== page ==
(HealthDay News) – Patients with rheumatoid arthritis (RA) undergoing total knee replacement (TKR) have outcomes at two years similar to those seen in patients with osteoarthritis (OA); while for total hip replacement (THR), two-year pain and function is significantly worse for those with RA vs. OA, according to two studies presented at the annual meeting of the European League Against Rheumatism, held from June 12–15 in Madrid.

Susan M. Goodman, MD, and colleagues from the Hospital of Special Surgery in New York City, compared baseline and two-year outcomes of primary and revision TKR in patients with RA and OA. The researchers found that patients with RA and OA experienced similar clinically meaningful improvements in pain and function, and the number of patients with poor outcomes at two years was similar between the groups. In both groups, satisfaction was high. For those who underwent revision TKR, patients with RA experienced significantly less pain and better function at two years than did those with OA.

In a second study, Goodman and colleagues compared outcomes of primary and revision THR in RA and OA. The researchers found that patients with RA undergoing THR had significantly worse baseline and two-year Western Ontario and McMaster Universities Arthritis Index pain and function scores, with increased prevalence of poor pain and poor function at two years. Function was significantly worse and there was a two-fold increased prevalence of poor function at two years for RA patients undergoing revision THR.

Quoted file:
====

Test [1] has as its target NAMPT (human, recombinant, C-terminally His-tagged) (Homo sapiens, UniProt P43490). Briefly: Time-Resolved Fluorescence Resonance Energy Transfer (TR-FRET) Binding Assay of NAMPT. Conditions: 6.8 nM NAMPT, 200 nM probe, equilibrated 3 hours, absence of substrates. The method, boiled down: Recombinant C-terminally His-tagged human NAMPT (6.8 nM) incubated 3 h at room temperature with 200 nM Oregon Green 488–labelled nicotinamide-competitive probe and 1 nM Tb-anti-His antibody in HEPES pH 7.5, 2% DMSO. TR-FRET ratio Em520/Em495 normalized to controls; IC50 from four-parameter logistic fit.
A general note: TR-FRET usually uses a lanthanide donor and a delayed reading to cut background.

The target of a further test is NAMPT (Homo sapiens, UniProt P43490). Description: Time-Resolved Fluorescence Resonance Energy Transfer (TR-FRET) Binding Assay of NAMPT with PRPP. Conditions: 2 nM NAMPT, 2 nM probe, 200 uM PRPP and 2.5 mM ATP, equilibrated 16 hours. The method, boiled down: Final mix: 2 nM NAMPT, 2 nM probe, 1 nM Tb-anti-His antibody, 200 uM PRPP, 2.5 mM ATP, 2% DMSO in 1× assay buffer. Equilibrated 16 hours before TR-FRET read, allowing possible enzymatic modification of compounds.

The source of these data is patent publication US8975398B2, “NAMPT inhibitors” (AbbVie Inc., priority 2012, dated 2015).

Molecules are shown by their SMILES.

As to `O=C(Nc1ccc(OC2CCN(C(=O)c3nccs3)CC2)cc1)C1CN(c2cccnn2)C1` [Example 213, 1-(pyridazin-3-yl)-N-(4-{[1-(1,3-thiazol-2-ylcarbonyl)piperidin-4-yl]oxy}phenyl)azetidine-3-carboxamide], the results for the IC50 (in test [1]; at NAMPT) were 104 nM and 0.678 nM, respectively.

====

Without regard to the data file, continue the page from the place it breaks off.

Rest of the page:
“Many RA patients have a worsening or flare of their disease six weeks after surgery,” Goodman said in a statement. “It may be that those patients aren’t able to do their physical therapy because they are not feeling well, and maybe that contributes to poor outcomes down the road.”

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